My local Target is going through a painful remodel. My daughter Bella and I, our family’s designated shoppers, have been struggling through it with the brave staff there. However, last night might have been the breaking point for us.
So the store could be ready at the stroke of 10 p.m. to scoot all the veggies and meats away, the staff reduced these sections to a few, very sad wheeled carts and mobile fridge units. It was truly post-apocalyptic. I took two of the last four bags of apples, feeling guilty but determined to provide for my family.
The checkout guy, who didn’t yet need any of the shaving supplies I did manage to find (that part of the store is done, thankfully) wasn’t terribly sympathetic when I commented on the sad state of affairs. “Had to be done,” was all he could offer to Bella and I by way of an apology.
In short, the whole Target experience managed to rock my comfortable, suburban existence. It also got me thinking about how organizations often manage to punish their customers, especially when it comes to communications.
We’ve worked with a lot of doctors over the years and have learned this industry can be ripe for punishment. For starters, how about the signs posted around the waiting and exam rooms? “Payment Required at Time of Service.” “No Cell Phones Allowed.” “No Unsupervised Children Allowed.” If you didn’t feel sick when you came in, you will after reading all the notices. Nothing about those signs makes patients feel cared for.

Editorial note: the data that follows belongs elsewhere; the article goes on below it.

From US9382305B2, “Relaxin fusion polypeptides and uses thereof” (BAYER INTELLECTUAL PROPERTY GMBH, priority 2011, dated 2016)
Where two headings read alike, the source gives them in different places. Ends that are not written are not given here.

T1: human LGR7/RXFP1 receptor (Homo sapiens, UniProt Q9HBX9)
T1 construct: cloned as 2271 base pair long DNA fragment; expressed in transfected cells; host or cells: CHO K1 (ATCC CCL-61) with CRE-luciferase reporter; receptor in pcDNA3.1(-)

While doctors can make for easy pickings when it comes to communications missteps, many organizations abuse their clients and worse, prospective clients, with their websites. Don’t you love when you have to click around endlessly just to find a business’s phone number or address? Or what about those businesses that still haven’t optimized their site for mobile, leaving you to stretch and move and zoom in on their site until you can kind of see what you’re looking for?
Finally, any discussion of business communication or marketing abuse would be incomplete with out at least a nod to the practice of robo-calling (or robo-texting) your customers and everyone else in the vicinity. Of course, many go the extra mile now by masking the real number behind their call. “It’s from Omaha, must be the in-laws,” you think. Oops, instead it’s that pesky insurance company again.
When you communicate with your clients, consider how your message may be landing with them. Are you rewarding them for their interest in your product/service/idea? Or are you making it unpleasant or difficult to engage with you? Don’t punish your customers; have compassion for them, because they could be you…or me, just trying to find a bag of apples at Target that looks like it came from this season’s crop.
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